The Court of Appeals observed in FOP I that the County had been mistaken in labeling its motion as a petition to vacate an arbitration award; there was no award to be vacated . Consequently, the Court of Appeals treated the claim for relief which the County had labeled a " petition to vacate" as a motion to stay arbitration. The Court explained, id. at 568-69:

Preliminarily, we take this opportunity to clarify the procedural issue raised by the trial judge when, in confirming the determination of the arbitrator, he noted confusion as to whether a petition to " vacate" was the " correct terminology," under the circumstances. Indeed, by filing a petition to vacate the " arbitration award," the County suggested that an award was, in fact, made by the arbitrator. It used language throughout the petition that referred to the arbitrator's denial of its dispositive motion as an " award," despite its preliminary nature and the fact that arbitration on the merits had not taken place.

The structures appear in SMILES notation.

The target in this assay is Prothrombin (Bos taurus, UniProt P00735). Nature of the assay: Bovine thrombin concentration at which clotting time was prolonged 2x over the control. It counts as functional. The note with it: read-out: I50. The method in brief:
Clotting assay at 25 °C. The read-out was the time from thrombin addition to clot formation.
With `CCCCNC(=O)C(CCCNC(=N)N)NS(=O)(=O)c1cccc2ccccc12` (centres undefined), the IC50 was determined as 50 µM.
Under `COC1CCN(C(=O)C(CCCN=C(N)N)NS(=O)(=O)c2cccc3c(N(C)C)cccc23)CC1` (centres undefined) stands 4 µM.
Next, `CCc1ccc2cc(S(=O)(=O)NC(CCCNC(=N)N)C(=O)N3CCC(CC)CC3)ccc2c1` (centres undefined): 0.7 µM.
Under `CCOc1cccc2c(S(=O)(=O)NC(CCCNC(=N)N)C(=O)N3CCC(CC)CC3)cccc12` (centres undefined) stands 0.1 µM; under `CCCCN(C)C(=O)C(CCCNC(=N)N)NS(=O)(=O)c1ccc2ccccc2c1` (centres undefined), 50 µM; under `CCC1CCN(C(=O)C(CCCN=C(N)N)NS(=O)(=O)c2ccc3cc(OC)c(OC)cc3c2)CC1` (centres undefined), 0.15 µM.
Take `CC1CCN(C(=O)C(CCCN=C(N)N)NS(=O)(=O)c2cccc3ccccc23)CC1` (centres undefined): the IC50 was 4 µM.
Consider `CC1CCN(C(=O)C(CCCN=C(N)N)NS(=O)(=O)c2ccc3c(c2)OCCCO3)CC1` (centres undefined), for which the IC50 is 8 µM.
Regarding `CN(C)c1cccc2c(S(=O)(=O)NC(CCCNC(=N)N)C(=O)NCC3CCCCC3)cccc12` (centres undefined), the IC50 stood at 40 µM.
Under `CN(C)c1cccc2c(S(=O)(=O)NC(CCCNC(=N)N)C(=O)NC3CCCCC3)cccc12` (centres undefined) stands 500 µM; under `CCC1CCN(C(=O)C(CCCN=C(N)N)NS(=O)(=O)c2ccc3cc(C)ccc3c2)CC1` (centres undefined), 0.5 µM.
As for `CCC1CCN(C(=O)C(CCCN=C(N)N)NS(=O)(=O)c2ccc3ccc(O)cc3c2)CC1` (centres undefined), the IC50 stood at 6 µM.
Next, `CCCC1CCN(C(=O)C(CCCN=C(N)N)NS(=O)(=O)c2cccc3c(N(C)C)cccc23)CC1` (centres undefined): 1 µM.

Appellant apparently relied on Montgomery County v. Fraternal Order of Police Montgomery County Lodge 35, Inc ., 147 Md.App. 659, 810 A.2d 519 (2002) (" Lodge 35" ), as the blueprint for pursuing this procedural error. In that case the FOP requested arbitration, and the County, rather than petitioning the circuit court for a stay of arbitration, filed a motion to dismiss before the arbitrator, arguing that the particular dispute was not arbitrable. After the arbitrator denied the motion to dismiss, the County filed a " petition [216 Md.App. 638] to vacate arbitration award" in the circuit court. The circuit court affirmed the determination